Baggy Wrinkles

Baggy Wrinkles
S/V Nautica, Hull #614, Built at Whitby Boatworks Ltd., Ontario, Canada 1977, one of the most recognizeable Carl Alberg designs. A masthead sloop displacing 9000 lbs, keel hull, Yanmar 15 hp diesel, LOA 30.27 Beam 8.75, Draft 4.29, roller furling headsail, tiller, berths for 4, interior teak bulkheads, teak cap rail and cockpit teak coamings, 12 volt lighting, aluminum mast support, Harken self tailing winches, in its day was designed for customers as a Cruiser-Racer, the Alberg 30 remains a Classic design of the large Alberg inventory.

Pageviews since BaggyWrinkles started:

Wednesday, September 25, 2013

Our sailing season is getting better, finally.  With autumn, the south becomes delightfully cooler and bracing cold winds up north manage to push their way into our warmer climate with great frontal waves of cool air.


 
And with that anticipated wind, I am following my fellow Cape Dory blogger Get Kraken by installing a door brace underneath the mast step tabernacle, inside the cuddy cabin, which will connect the pressure of the mast to the keel below once fitted.  I searched and search to find the exact same bracing device and finally found it at a True Value Hardware store of all places! 



I'm certainly not a marine engineer but I can see the difference in shroud tension which occurs under sail in 10 to 15 kts of wind.  The leeward shrouds, both upper and lower, become substantially looser to the extent that I determined these shrouds, taut, but not tight, while at the dock, must have been given this slack by the downward pressure of the mast on the cuddy cabin.  As the wind puts pressure on the mainsail and the genoa, connected about 3/4 up on the mast ( thus a fractional sloop design ) the mast incurs the burden of wind and pushes downward on the vessel.  If the mast base were connected firmly to the keel, as in most larger vessels, the boat would then handle the wind better and would transmit the added wind pressure properly to the shrouds.  I don't know the technical formula for all of this but I see the results every time I sail.  I would be extremely happy if a reader is a marine engineer and can parse this in terms of a formula and insert it in the comments below.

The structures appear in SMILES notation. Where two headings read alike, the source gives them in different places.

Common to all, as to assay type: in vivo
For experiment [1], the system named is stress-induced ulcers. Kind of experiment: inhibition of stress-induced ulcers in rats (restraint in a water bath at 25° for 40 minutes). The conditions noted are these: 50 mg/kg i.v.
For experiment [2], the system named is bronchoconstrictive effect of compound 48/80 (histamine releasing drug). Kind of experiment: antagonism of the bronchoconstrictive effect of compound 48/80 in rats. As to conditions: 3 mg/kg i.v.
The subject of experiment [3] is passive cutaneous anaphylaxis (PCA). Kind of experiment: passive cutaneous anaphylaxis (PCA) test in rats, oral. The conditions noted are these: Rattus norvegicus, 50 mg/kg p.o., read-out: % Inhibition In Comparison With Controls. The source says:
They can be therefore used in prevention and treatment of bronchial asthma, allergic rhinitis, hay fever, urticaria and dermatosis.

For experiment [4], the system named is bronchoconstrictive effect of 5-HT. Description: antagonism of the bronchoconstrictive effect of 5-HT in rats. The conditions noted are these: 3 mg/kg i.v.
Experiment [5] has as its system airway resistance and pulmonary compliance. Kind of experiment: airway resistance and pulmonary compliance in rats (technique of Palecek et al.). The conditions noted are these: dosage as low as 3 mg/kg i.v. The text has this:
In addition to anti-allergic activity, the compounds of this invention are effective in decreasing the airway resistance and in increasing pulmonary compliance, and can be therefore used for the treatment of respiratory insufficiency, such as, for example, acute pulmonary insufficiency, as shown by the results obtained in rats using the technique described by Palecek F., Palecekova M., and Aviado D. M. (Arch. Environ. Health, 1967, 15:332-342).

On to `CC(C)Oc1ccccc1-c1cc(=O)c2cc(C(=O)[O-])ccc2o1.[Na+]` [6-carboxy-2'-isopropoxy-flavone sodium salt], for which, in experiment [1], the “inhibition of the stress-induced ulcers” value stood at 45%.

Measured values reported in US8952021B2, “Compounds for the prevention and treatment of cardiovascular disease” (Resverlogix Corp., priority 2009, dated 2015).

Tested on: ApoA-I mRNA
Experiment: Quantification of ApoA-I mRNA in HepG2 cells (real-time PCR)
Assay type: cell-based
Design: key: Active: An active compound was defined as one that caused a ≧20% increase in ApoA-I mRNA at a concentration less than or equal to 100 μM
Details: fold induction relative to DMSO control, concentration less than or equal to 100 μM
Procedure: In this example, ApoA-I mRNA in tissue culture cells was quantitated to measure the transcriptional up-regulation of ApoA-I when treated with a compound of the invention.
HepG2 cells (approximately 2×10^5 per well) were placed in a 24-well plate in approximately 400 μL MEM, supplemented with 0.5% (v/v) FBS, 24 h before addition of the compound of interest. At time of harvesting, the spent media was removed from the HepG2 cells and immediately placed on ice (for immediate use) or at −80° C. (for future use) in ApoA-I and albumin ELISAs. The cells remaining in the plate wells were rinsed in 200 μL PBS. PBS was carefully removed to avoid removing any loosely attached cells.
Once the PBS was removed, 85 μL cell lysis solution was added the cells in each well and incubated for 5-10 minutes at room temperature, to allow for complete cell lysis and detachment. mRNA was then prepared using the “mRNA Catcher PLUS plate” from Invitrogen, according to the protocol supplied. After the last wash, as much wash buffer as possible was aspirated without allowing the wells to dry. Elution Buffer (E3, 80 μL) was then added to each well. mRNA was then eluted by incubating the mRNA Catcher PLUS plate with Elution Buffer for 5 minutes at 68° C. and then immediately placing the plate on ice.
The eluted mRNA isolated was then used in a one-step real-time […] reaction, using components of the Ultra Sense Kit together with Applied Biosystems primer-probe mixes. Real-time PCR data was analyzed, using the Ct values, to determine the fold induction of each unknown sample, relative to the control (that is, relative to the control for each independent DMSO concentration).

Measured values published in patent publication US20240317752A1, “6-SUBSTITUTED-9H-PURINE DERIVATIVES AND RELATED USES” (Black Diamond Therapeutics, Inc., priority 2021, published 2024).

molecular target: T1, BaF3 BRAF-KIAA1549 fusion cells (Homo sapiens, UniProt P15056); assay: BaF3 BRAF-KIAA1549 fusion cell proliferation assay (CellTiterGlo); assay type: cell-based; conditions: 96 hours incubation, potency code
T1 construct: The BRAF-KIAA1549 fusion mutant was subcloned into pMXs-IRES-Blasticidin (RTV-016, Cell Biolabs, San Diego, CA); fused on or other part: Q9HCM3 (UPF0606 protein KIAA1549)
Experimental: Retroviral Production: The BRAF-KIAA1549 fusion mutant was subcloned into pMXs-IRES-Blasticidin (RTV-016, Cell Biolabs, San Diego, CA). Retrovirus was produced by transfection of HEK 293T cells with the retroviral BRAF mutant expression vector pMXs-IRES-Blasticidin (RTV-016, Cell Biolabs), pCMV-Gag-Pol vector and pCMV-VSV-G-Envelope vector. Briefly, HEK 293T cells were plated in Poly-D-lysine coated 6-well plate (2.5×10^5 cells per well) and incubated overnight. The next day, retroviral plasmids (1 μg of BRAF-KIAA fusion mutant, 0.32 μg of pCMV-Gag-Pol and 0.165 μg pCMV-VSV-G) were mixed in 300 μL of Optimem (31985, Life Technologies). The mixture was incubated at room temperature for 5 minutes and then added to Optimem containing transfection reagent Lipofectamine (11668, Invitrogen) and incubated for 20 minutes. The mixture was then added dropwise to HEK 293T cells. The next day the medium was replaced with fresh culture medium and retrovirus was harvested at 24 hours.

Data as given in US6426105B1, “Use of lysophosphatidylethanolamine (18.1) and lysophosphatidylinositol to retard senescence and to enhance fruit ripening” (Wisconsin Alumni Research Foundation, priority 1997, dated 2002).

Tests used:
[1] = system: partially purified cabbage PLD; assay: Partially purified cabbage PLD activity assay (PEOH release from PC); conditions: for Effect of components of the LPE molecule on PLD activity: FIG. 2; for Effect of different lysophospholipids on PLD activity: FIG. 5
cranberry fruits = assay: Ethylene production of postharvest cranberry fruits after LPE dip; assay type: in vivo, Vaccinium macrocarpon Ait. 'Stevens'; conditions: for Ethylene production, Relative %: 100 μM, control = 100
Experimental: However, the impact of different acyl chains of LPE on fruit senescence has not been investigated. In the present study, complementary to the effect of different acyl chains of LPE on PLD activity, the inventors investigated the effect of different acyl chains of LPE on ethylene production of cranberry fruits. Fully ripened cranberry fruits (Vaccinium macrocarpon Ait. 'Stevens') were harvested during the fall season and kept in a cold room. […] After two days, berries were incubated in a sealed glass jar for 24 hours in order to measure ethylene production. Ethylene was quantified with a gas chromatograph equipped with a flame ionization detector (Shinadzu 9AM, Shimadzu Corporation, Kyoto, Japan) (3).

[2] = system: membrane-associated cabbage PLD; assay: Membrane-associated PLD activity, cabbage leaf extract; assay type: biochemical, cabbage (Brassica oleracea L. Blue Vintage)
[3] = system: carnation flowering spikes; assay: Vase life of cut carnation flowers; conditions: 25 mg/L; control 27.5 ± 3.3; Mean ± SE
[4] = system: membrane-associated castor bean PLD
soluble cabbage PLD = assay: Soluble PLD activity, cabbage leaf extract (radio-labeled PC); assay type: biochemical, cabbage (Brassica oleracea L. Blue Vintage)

However, in this digital world, one can jump into a sophisticated mathematical set of formulas sufficient to choke even the bravest of sailors.  Try finding the formula necessary in this article I found on Wikipedia:  http://en.wikipedia.org/wiki/Forces_on_sails 

Anytime I see diagrams like this I cringe and remember a terrible history of my encounter with Algebra I over several years in school.  But, I am sure there are some smart sailors reading this who can decipher this sort of information and pour it out rather clearly for the rest of us.


Rather than attempt to make this complicated and work toward simple, I think I'll keep my plan at simple and go for the short solution:  extend my mast to the keel in order to stiffen the mast and create a more effective sail plan to handle the winds.  Once the brace is in place, it should remarkably change both the slack in the leeward shrouds, while at the same time, improving speed over ground of the Dory, and providing more responsiveness at the tiller.

After all is said and done, the view of the helm will still be like this one taken earlier this year on the lake.  However, when the wind gains strength against her she should be able to produce a better result under pressure like most things in life, a little tuning helps when the storms arrive.  Sounds like a life lesson!